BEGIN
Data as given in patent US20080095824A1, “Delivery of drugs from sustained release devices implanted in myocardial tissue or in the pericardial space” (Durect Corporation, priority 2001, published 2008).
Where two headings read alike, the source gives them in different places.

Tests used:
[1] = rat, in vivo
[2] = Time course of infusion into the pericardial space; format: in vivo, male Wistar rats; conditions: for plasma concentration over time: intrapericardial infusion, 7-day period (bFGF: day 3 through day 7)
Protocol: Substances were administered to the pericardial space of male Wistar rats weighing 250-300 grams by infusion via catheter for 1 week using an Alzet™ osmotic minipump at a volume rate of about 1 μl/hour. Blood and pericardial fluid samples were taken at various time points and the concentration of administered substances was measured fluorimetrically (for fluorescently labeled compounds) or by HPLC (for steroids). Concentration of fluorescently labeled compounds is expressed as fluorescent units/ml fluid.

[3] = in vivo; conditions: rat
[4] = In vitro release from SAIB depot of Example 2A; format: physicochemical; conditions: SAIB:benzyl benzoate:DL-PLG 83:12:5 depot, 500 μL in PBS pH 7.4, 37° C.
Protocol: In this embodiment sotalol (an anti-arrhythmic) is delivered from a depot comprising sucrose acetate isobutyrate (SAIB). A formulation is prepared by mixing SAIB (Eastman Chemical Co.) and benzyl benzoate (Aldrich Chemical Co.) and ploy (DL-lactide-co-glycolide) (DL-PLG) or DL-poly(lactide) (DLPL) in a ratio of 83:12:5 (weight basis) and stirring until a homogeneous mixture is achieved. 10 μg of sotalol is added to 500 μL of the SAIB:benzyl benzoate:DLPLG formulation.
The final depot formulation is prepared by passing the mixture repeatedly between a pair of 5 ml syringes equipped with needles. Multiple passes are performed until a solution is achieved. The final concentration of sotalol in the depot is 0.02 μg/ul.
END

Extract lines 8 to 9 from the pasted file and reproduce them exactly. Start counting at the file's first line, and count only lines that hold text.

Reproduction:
[4] = In vitro release from SAIB depot of Example 2A; format: physicochemical; conditions: SAIB:benzyl benzoate:DL-PLG 83:12:5 depot, 500 μL in PBS pH 7.4, 37° C.
Protocol: In this embodiment sotalol (an anti-arrhythmic) is delivered from a depot comprising sucrose acetate isobutyrate (SAIB). A formulation is prepared by mixing SAIB (Eastman Chemical Co.) and benzyl benzoate (Aldrich Chemical Co.) and ploy (DL-lactide-co-glycolide) (DL-PLG) or DL-poly(lactide) (DLPL) in a ratio of 83:12:5 (weight basis) and stirring until a homogeneous mixture is achieved. 10 μg of sotalol is added to 500 μL of the SAIB:benzyl benzoate:DLPLG formulation.